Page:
Despite living in New York City, I’ve never been to Trump Grill.
And nowadays, given the absolute security nightmare and chaos that is the area surrounding Trump Tower, I don’t think I ever will.
Pity. I really did want to try that taco bowl.
A food critic from Vanity Fair, however, did score a table and a chance to dine there.
The review was anything but positive:
The restaurant features a stingy number of French-ish paintings that look as though they were bought from Home Goods. Wall-sized mirrors serve to make the place look much bigger than it actually is. The bathrooms transport diners to the experience of desperately searching for toilet paper at a Venezuelan grocery store. And like all exclusive bastions of haute cuisine, there is a sandwich board in front advertising two great prix fixe deals. The allure of Trump’s restaurant, like the candidate, is that it seems like a cheap version of rich. The inconsistent menus—literally, my menu was missing dishes that I found on my dining partners’—were chock-full of steakhouse classics doused with unnecessarily high-end ingredients. The dumplings, for instance, come with soy sauce topped with truffle oil, and the crostini is served with both hummus and ricotta, two exotic ingredients that should still never be combined. The menu itself would like to impress diners with how important it is, randomly capitalizing fancy words like “Prosciutto” and “Julienned” (and, strangely, ”House Salad”).
The review did not get better from here:
Our table nevertheless ordered the Ivanka’s Salad, a chopped approximation of a Greek salad, smothered in melting goat cheese and dressing and missing the promised olives, that seemed unlikely to appetize a SoulCycle-obsessed, smoothie-guzzling heiress. (Instead, it looked like a salad made by someone who believes that rich women only eat vegetables.) But the cuboid plant matter ended up being the perfect place to hide several uneaten Szechuan dumplings.
Renowned butcher Pat LaFrieda once dared me to eat an eyeball that he himself popped out of the skull of a roasted pig. That eyeball tasted better than the Trump Grill’s (Grille’s) Gold Label Burger, a Pat LaFrieda–branded short-rib burger blend molded into a sad little meat thing, sitting in the center of a massive, rapidly staling brioche bun, hiding its shame under a slice of melted orange cheese. It came with overcooked woody batons called “fries”—how can someone mess up fries?—and ketchup masquerading as Heinz. If the cheeseburger is a quintessential part of America’s identity, Trump’s pledge to “make America great again” suddenly appeared not very promising. (Presumably, Trump’s Great America tastes like an M.S.G.-flavored kitchen sponge lodged between two other sponges.)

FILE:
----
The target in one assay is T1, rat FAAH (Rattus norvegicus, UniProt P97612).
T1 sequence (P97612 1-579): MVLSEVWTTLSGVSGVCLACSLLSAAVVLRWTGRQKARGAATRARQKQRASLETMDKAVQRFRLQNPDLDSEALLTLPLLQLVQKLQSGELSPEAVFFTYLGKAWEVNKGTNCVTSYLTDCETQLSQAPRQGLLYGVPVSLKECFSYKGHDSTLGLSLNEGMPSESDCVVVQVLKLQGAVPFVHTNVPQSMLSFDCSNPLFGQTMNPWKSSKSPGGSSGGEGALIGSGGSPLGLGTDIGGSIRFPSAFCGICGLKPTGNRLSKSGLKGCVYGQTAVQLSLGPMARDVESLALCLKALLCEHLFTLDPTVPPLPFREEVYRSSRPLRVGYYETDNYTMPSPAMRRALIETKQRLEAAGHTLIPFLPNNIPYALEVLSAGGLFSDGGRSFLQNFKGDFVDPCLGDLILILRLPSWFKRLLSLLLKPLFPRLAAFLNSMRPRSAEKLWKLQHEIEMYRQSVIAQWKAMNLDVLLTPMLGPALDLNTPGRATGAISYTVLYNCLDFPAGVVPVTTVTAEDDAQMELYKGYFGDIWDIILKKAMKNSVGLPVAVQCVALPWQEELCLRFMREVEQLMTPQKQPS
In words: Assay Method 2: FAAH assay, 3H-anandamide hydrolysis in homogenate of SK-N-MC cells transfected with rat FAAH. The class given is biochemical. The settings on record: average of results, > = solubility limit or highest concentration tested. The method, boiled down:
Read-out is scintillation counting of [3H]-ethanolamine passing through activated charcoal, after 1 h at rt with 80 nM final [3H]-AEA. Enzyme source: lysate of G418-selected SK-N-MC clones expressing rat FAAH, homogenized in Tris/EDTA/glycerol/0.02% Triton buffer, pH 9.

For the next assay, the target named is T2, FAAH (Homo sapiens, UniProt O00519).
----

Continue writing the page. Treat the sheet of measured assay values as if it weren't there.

This review deserves a monument. It makes the notorious takedown of Guy Fieri’s Guy’s All-American Grill look tame by comparison.
In a move that surprised nobody, Donald Trump took to Twitter to let Vanity Fair exactly what he thought of both them and their pedestrian take-down of his fine dining establishment.
But little did he know that this was all an elaborate trolling effort from the editor of Vanity Fair, Graydon Carter.
Vanity Fair has updated their website's masthead to proudly designate themselves as "The Magazine Trump Doesn't Want You To Read," while driving people to subscribe. The Twitter account for the publication is also tweeting out critical articles about the President-Elect at a rapid pace.
Sorry to say, Mr. Trump... but you just got trolled.
H/T: Uproxx, Vanity Fair